Rated 2.8 out of 5Â by 37
Rated 1 out of 5Â by HighAltMama Bad Purchase, only expect one season from them
I bought these for my garden last season with the expectation that spending a little bit more money upfront would save me headaches in the future. This is not the case with this product. Let me explain my usage. I used them to water a vegetable garden from approximately June through September. A few days following vegetable harvest ( I wanted them to dry out) I collected the hoses from the garden, coiled them nicely and stored them in a water tight tote in the shade for the winter. This spring when I placed them in the garden they were leaky and not good enough to ensure a good water for my garden. Complete waste of money, hoses should not be single season use. Go with the cheaper rubber soaker hoses.
June 16, 2014
Rated 5 out of 5Â by FarmYourYard Great when used correctly
This isn't your standard soaker and, to get optimal results, must be used in the right way.
First of all, for the 1 star reviews, I'm almost positive you're hooking it up to your faucet and cranking the water at full blast. No good, your hose will detonate. This is a soaker, so you'll either need to turn the faucet way down or, as I do, run these off splitters with very little water pressure.
Also, unlike traditional round hoses, these are flat and very flexible. You can bend them at almost any degree and water will still get to the end of the hose.
Additionally, water only emanates from the lowest spot on the hose. So if you're running them between containers, you can raise the hose up between the containers with poles so only the lowest spots (in the pots) will get wet. If the hose is flat, water will come out over the whole length at regular intervals.
Final pro tip: use these after a length of regular hose (wrapping the ends in that white plumber's tape) and you'll have a very cheap, very successful garden drip system with minimal water loss.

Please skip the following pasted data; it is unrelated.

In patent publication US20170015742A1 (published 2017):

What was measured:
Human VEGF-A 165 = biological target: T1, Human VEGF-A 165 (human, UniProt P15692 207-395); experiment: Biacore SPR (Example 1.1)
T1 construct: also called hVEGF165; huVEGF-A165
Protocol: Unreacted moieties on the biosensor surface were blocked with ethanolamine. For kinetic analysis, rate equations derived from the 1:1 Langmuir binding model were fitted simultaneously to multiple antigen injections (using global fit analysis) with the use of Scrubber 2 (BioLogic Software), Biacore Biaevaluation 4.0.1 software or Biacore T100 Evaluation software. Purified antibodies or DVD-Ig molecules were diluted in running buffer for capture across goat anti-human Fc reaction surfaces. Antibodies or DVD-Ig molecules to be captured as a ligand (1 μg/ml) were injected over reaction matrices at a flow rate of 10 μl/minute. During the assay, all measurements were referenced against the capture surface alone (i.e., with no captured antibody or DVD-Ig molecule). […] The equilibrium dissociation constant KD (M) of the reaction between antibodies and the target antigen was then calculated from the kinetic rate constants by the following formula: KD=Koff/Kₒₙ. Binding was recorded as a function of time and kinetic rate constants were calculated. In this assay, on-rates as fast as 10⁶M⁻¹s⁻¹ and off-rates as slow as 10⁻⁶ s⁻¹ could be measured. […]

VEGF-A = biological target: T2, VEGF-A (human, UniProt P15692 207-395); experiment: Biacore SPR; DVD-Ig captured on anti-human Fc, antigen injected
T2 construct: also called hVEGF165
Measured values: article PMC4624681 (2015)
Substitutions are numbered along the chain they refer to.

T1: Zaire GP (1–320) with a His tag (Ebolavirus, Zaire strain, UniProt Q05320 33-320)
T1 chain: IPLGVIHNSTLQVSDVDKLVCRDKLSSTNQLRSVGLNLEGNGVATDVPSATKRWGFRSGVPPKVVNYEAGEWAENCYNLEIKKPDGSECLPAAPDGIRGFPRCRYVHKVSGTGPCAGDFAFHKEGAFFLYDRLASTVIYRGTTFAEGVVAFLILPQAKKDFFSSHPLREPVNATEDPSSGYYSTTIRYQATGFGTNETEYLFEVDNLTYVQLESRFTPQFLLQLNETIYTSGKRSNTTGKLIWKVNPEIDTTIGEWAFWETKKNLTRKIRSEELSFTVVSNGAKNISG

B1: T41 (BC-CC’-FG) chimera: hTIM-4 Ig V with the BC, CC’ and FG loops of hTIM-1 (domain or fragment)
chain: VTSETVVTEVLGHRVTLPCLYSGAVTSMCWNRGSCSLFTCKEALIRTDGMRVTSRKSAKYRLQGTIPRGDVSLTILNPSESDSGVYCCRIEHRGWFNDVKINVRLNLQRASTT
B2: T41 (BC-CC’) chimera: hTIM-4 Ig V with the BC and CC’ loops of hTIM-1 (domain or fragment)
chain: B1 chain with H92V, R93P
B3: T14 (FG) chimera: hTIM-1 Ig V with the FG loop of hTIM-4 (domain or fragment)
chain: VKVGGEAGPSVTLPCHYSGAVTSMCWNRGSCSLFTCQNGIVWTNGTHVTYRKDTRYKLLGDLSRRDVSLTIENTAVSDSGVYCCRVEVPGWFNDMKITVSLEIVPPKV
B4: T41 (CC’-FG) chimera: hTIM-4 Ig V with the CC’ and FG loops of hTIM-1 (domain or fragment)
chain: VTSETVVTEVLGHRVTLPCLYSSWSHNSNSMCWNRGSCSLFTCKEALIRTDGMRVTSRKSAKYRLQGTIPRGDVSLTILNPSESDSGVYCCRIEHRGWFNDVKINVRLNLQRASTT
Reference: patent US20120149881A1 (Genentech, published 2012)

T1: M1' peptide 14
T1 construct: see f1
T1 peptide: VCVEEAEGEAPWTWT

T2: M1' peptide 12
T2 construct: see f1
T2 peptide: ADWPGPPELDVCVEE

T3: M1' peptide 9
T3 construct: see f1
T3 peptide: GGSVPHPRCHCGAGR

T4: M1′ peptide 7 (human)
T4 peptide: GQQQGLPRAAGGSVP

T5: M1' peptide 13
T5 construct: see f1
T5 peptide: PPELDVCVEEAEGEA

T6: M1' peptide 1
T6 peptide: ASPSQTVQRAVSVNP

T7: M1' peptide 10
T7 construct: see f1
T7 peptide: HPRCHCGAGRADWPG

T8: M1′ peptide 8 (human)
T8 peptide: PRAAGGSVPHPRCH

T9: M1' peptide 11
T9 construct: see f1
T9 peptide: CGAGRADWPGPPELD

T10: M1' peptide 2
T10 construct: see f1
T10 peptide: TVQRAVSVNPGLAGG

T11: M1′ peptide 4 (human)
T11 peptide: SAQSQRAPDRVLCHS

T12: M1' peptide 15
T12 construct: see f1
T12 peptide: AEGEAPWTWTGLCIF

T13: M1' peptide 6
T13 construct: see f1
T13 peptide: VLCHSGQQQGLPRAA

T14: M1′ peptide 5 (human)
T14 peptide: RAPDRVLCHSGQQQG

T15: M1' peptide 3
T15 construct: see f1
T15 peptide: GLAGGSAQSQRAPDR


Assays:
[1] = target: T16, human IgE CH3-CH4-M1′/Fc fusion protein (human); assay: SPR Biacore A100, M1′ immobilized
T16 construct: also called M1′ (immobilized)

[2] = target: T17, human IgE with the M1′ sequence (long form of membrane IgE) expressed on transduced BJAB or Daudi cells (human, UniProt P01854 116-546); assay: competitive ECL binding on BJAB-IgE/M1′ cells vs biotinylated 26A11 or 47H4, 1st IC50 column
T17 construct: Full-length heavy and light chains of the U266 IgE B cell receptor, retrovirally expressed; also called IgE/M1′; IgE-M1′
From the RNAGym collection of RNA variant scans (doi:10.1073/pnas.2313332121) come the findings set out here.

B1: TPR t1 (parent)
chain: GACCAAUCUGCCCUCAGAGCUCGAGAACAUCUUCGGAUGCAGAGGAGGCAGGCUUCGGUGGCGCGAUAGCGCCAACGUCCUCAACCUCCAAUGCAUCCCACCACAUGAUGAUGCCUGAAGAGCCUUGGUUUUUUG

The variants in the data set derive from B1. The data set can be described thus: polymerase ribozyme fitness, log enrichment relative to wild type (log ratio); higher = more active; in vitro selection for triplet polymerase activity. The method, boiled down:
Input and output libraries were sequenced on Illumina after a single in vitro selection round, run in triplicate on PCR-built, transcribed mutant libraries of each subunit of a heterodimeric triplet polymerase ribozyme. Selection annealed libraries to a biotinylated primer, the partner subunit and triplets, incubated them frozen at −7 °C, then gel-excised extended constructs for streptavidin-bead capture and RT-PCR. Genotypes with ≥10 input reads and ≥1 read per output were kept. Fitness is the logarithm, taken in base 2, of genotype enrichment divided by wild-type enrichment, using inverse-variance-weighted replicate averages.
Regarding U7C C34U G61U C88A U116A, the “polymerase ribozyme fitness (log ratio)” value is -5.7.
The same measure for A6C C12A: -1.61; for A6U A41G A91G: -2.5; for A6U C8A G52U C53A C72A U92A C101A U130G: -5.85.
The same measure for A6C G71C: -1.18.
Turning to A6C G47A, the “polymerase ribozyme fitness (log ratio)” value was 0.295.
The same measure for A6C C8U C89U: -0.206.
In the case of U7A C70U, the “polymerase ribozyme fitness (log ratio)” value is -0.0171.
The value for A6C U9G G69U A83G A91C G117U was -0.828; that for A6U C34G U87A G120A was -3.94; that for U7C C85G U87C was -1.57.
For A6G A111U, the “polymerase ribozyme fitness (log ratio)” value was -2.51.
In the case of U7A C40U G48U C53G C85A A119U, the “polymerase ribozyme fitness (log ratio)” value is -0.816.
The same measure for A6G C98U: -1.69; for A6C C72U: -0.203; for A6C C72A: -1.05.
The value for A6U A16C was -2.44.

April 21, 2013
Rated 5 out of 5Â by whitecap Great Product
I've been using these for a couple of years now, with excellent results. You do have to use pressure reducers with them, which can be had at HD for about $6.00. Trying to control the pressure with the faucet handle won't get the job done. Replace the plastic washers with rubber ones, and leakage will be negligible. I'm currently using 6 of them, connected to poly lines attached to sprinkler valves. My shrubs and perennials love them.
February 18, 2013
Rated 1 out of 5Â by ETXGardener Terrible Priduct
The reason I bought this product in the first place was I was so tired of the standard soaker that kinks and then breaks, doesn't hold up to Texas-Hot summers and is generally difficult to lay. I discovered the flat hose also kinks..and twists..is not much easier to lay and DOES NOT put out water! To avoid blowing out the seams, I started out slowly and after seeing no water flow to speak of, gradually increased but it is still very unsatisfactory. The water comes out in spots, not at all evenly and generally not anywhere near the plant roots...I suspect it is only coming out in the low spots. It takes FOREVER to get any amount of water to the plants. I am so unhappy with this product, I bought two, originally for around my rose bushes, this is the second year and fortunately, so far, we have had enough rain that I haven't had to depend on them. When we dry out, as we will, I will be going to the discount club store where I can buy two of the regular soakers for only a couple dollars more than this.
June 20, 2014
Rated 3 out of 5Â by Oldguy OK, but could be better
Like others, mine sprung leaks along the seam. I understand now that the seam is not strong enough to withstand full water pressure. But, if you turn the water on just enough to tighten the fabric a little, it works fine. I don't know if there is a warning about this on the package, but if there isn't, there should be.
Mine leaked in the first few feet from the faucet connection. I had nothing to lose, so I removed the two screws on the coupling and took it apart. Inside the fabric there is a thin walled plastic tube with tiny holes. The tubing and outer fabric are secured to the coupling by compression from the screws. There is also a short black piece of plastic tube between the inner tubing and the fabric.
The soaker was about six feet longer than I needed, so I just cut off the leaky portion with scissors and re-attached the coupling. Now it works like new.
I believe this would be a better product if the seam was heat sealed.
June 4, 2013